It’s an article of faith among many devotees of Seattle history that what really first put the city on the map was Alaska after massive gold discoveries thereabouts in the 1890s. Long before the 1962 Seattle World’s Fair–or Starbucks–the city became the staging point and gateway for thousands of would-be prospectors who arrived from the east and south by train and headed north by boat. Even though most returned empty-handed, Seattle businessmen made fortunes feeding, outfitting and housing them coming and going. The aftermath included creation of local enterprises now nationally known as UPS and Nordstrom. Alaska’s importance locally is why there’s a statue in Seattle’s Volunteer Park of William H. Seward, the U.S. Secretary of State who negotiated Alaska’s 1867 purchase from Russia for 2 cents an acre.
Which is why I, New To Seattle, find it so surprising to see a significant Seattle imprint at the southern end of the earth, in Antarctica. More than a dozen geographic features on that frigid, desolate continent are named for people or institutions in Seattle. Indeed, one 50-mile-long cliff, the Washington Escarpment, is actually named for the entire University of Washington, some of whose alumni explored it in the mid-1960s.
The Seattle individuals so honored were UW science professors or federal government employees who spent a lot of time stomping around Antarctica. A U.S. government agency, the Board on Geographic Names, keeps track of this stuff.
Since it’s a big place–40% larger than the United States–with no native peoples and thus no oral traditions or human history, Antarctica had a lot of mountains, glaciers, bays, capes, islands, ridges, valleys, tables, ponds and other features to be named. In earlier years, the first person to document the feature got what we today would call naming rights.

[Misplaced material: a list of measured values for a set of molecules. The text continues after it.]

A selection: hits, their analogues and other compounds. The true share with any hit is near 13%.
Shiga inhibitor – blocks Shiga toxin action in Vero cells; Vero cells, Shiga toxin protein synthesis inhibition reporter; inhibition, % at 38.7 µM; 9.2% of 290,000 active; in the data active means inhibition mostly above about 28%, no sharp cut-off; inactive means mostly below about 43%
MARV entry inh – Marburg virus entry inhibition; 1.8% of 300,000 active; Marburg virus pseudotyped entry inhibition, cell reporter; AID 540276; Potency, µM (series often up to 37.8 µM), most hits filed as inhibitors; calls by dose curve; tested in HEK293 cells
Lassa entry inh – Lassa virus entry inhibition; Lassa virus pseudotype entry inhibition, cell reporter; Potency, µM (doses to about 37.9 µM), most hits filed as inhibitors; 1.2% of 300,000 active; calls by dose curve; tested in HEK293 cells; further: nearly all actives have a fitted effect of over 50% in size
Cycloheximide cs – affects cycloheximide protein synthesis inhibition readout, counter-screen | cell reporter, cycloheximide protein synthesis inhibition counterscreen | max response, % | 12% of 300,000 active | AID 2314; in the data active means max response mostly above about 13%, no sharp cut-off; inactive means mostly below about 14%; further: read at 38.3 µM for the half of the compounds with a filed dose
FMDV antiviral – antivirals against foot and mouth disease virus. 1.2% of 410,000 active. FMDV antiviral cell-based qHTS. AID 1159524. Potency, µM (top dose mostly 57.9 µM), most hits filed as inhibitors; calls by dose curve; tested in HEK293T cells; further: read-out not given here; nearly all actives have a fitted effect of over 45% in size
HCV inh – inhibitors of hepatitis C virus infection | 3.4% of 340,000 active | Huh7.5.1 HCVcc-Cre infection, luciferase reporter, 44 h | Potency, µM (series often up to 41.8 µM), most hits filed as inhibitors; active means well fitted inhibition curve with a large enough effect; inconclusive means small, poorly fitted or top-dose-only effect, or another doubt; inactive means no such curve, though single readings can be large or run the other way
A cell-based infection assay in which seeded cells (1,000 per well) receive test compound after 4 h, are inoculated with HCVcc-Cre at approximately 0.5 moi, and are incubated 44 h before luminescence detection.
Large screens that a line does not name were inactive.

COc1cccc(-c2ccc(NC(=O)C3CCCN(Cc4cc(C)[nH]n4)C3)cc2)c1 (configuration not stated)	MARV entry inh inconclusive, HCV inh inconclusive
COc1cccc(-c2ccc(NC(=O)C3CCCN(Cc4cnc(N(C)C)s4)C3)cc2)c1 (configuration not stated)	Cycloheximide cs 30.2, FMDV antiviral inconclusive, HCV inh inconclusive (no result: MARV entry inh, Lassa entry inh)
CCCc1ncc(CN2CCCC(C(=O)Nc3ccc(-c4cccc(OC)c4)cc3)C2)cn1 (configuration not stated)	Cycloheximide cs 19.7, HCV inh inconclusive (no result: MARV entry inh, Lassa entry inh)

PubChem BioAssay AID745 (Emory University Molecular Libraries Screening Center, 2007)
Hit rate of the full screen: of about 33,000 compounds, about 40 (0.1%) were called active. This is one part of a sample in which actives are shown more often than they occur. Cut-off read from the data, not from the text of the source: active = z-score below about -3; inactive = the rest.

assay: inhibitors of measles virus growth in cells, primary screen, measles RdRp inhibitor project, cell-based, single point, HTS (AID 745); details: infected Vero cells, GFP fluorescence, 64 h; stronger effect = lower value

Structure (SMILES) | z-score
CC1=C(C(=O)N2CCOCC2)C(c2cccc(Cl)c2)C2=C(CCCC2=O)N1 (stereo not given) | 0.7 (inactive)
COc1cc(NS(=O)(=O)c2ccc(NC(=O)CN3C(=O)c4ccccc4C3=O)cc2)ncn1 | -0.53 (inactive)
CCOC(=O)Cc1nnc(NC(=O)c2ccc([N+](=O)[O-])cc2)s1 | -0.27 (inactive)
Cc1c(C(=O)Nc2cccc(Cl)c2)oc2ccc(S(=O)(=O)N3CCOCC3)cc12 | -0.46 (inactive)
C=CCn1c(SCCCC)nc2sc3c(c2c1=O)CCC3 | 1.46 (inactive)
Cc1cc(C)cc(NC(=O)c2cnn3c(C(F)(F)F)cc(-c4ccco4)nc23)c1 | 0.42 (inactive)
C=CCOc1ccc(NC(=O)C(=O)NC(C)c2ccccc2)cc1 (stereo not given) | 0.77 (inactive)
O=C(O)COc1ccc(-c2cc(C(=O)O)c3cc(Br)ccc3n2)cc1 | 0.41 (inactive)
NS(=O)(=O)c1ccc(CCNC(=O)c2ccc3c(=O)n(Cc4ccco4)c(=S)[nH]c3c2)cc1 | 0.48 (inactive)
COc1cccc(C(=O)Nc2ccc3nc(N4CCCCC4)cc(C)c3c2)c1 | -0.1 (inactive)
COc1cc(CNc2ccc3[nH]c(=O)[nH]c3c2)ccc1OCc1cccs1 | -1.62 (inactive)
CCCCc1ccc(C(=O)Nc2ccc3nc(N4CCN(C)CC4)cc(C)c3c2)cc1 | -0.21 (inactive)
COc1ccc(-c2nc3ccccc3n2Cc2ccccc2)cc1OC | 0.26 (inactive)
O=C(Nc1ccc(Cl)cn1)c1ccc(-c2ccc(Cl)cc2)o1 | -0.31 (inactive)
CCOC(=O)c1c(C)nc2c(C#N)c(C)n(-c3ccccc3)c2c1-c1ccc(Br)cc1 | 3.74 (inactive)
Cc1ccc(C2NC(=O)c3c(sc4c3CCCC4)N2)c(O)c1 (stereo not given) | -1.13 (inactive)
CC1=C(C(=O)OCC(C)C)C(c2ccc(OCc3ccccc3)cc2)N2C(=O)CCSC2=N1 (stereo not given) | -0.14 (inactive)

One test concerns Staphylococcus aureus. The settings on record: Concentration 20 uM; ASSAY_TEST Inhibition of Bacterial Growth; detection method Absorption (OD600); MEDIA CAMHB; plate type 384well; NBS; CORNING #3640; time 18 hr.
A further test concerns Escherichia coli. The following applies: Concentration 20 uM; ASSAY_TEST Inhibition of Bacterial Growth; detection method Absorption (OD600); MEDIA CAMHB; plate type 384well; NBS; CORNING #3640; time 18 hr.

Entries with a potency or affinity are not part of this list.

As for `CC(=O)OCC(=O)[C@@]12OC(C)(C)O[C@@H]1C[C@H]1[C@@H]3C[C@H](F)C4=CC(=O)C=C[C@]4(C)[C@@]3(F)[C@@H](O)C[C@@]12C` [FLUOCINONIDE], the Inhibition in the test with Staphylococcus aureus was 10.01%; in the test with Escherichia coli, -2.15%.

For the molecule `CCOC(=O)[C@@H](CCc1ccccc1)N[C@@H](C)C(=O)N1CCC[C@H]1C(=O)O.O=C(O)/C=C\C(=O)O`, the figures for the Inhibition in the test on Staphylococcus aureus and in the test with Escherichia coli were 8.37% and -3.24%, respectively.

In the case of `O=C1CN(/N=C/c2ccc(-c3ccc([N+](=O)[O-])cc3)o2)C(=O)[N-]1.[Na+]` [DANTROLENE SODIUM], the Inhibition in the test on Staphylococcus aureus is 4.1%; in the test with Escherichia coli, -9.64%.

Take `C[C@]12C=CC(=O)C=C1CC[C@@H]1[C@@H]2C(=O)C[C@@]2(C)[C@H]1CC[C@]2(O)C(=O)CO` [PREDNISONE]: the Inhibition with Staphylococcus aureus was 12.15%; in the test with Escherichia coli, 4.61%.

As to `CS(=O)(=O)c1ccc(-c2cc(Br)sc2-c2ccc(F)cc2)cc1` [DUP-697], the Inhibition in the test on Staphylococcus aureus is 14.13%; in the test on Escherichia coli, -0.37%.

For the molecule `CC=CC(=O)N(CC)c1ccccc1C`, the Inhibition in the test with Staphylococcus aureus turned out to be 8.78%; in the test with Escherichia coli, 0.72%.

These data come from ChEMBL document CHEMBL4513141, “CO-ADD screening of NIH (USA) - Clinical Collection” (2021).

And for a while that was Admiral Richard E. Byrd, who in 1929 became the first man to fly over the South Pole. Despite his U.S. Navy position, the first two of his five expeditions were privately funded. A master promoter, Byrd hit upon the idea of naming stuff for financial backers, often media publishers whose outlets gave him lots of coverage. That’s why the map of Antarctica contains such features as Mount Pulitzer (for St. Louis Post-Dispatch publisher Joseph L. Pulitzer), Howard Heights (for Roy W. Howard, a co-founder of United Press International who headed the Scripps-Howard newspaper chain), Sulzberger Bay (for then-New York Times publisher Arthur H. Sulzberger), Mount Iphigene (for his wife, Iphigene Ochs Sulzberger), Block Bay (for Paul Block, who owned a chain of newspapers), and Block Peak (for his son, William Block, later publisher of the Pittsburgh Post-Gazette).
Two on the media list have Seattle connections, of sorts: Hearst Island, named for William Randolph Hearst, whose holdings included the Seattle Post-Intelligencer, and Mount Hamilton, named for G.C. Hamilton, an executive of McClatchy Co., which now has a minority stake in The Seattle Times.
But Byrd, who died in 1957, couldn’t name everything. In later years, discovered features were more named on relevant merit, honoring explorers and scientists.
Anyway, here is the rest of the Seattle list, fished up by me from the Board on Geographic Names database. It’s possible I missed some names.
—CONWAY ICE RIDGE, named for Howard B. Conway, UW Department of Geophysics
—HALLET VALLEY, named for Bernard Hallet, UW Quaternary Research Center.
—HERNANDEZ VALLEY, named for Gonzalo J. Hernandez, UW Department of Earth and Space Sciences.
—MACKIN TABLE, named for J. Hoover Mackin, UW professor of geology.
—RAYMOND ICE RIDGE, named for Charles F. Raymond, UW Geophysics Program.
—REDMAN POND, named for Regina Redman, U.S. Geological Survey, Seattle.
—RODRIQUEZ POND, named for Russell Rodriquez, U.S. Geologcial Survey, Seattle.
—WARREN RIDGE, named for Stephen G. Warren, UW Department of Atmospheric Sciences
—GROOTES PEAK, named for Pieter Meiert Grootes, UW Quaternary Isotope Laboratory.
—MISCH CRAG, named for Peter Misch, UW professor emeritus of geology.
—NERESON GLACIER, named for Nadine A. Nereson, UW glaciologist.
—STUIVER VALLEY, named for UW geochemist Minze Stuiver.
—WADDINGTON GLACIER, named for UW geophysicist Edwin D. Waddington.
Unlike Alaska, Antarctica had nothing to do with putting Seattle on the map. But these folks had a lot to do with putting Antarctica on the map.